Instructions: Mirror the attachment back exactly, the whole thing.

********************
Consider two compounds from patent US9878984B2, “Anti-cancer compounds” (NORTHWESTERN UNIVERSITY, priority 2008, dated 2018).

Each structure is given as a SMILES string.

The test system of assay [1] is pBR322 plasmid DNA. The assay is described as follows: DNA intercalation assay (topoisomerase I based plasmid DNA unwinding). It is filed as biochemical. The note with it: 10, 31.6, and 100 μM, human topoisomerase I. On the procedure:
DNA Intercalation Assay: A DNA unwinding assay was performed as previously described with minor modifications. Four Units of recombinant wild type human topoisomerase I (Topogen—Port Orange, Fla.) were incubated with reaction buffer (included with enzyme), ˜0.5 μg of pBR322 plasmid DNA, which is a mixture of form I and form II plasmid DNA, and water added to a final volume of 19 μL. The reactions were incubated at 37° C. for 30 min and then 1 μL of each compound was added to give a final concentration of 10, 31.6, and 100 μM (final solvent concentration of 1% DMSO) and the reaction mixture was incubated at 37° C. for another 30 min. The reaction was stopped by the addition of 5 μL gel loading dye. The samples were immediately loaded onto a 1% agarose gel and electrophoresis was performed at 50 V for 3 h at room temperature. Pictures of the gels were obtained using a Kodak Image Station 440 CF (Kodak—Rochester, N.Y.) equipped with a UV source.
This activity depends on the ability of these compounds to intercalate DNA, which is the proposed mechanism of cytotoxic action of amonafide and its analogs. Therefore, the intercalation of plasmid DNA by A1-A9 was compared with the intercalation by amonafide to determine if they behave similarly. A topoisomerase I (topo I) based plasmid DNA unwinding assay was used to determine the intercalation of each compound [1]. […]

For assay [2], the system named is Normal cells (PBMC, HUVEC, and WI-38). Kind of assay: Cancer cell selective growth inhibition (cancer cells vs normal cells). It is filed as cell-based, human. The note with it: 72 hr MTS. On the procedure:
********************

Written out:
Consider two compounds from patent US9878984B2, “Anti-cancer compounds” (NORTHWESTERN UNIVERSITY, priority 2008, dated 2018).

Each structure is given as a SMILES string.

The test system of assay [1] is pBR322 plasmid DNA. The assay is described as follows: DNA intercalation assay (topoisomerase I based plasmid DNA unwinding). It is filed as biochemical. The note with it: 10, 31.6, and 100 μM, human topoisomerase I. On the procedure:
DNA Intercalation Assay: A DNA unwinding assay was performed as previously described with minor modifications. Four Units of recombinant wild type human topoisomerase I (Topogen—Port Orange, Fla.) were incubated with reaction buffer (included with enzyme), ˜0.5 μg of pBR322 plasmid DNA, which is a mixture of form I and form II plasmid DNA, and water added to a final volume of 19 μL. The reactions were incubated at 37° C. for 30 min and then 1 μL of each compound was added to give a final concentration of 10, 31.6, and 100 μM (final solvent concentration of 1% DMSO) and the reaction mixture was incubated at 37° C. for another 30 min. The reaction was stopped by the addition of 5 μL gel loading dye. The samples were immediately loaded onto a 1% agarose gel and electrophoresis was performed at 50 V for 3 h at room temperature. Pictures of the gels were obtained using a Kodak Image Station 440 CF (Kodak—Rochester, N.Y.) equipped with a UV source.
This activity depends on the ability of these compounds to intercalate DNA, which is the proposed mechanism of cytotoxic action of amonafide and its analogs. Therefore, the intercalation of plasmid DNA by A1-A9 was compared with the intercalation by amonafide to determine if they behave similarly. A topoisomerase I (topo I) based plasmid DNA unwinding assay was used to determine the intercalation of each compound [1]. […]

For assay [2], the system named is Normal cells (PBMC, HUVEC, and WI-38). Kind of assay: Cancer cell selective growth inhibition (cancer cells vs normal cells). It is filed as cell-based, human. The note with it: 72 hr MTS. On the procedure: